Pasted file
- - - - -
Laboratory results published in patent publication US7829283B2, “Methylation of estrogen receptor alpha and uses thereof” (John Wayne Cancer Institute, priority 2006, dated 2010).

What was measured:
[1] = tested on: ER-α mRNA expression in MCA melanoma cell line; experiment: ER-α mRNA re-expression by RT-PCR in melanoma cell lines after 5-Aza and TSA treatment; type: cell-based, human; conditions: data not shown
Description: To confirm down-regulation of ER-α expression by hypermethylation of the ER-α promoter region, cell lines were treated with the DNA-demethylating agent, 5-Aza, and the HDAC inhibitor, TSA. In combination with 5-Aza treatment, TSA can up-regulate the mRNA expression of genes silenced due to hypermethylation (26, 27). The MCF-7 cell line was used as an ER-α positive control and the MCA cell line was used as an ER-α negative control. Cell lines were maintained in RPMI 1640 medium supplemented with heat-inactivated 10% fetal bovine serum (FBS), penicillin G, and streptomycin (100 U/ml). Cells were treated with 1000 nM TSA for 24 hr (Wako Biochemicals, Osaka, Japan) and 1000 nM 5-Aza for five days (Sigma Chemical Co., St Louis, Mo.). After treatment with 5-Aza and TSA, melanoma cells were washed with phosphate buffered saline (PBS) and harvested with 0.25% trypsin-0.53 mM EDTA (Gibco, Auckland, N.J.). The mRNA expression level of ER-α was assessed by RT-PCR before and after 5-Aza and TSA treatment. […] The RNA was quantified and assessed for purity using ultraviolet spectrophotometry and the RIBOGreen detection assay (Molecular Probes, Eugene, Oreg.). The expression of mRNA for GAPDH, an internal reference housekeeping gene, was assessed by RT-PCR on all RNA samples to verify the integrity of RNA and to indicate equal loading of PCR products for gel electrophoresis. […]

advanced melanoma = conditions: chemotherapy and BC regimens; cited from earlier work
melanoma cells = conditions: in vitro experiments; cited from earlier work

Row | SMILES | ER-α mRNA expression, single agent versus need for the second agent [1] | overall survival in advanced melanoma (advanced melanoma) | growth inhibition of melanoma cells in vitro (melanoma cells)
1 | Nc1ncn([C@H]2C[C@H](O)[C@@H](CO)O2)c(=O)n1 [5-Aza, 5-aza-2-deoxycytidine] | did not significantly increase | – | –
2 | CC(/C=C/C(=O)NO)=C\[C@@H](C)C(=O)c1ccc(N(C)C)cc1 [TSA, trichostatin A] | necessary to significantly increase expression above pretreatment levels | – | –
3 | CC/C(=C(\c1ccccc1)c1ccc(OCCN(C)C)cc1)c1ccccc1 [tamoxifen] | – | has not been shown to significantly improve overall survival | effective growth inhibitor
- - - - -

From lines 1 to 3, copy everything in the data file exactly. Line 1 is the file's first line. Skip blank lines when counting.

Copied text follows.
Laboratory results published in patent publication US7829283B2, “Methylation of estrogen receptor alpha and uses thereof” (John Wayne Cancer Institute, priority 2006, dated 2010).

What was measured:
[1] = tested on: ER-α mRNA expression in MCA melanoma cell line; experiment: ER-α mRNA re-expression by RT-PCR in melanoma cell lines after 5-Aza and TSA treatment; type: cell-based, human; conditions: data not shown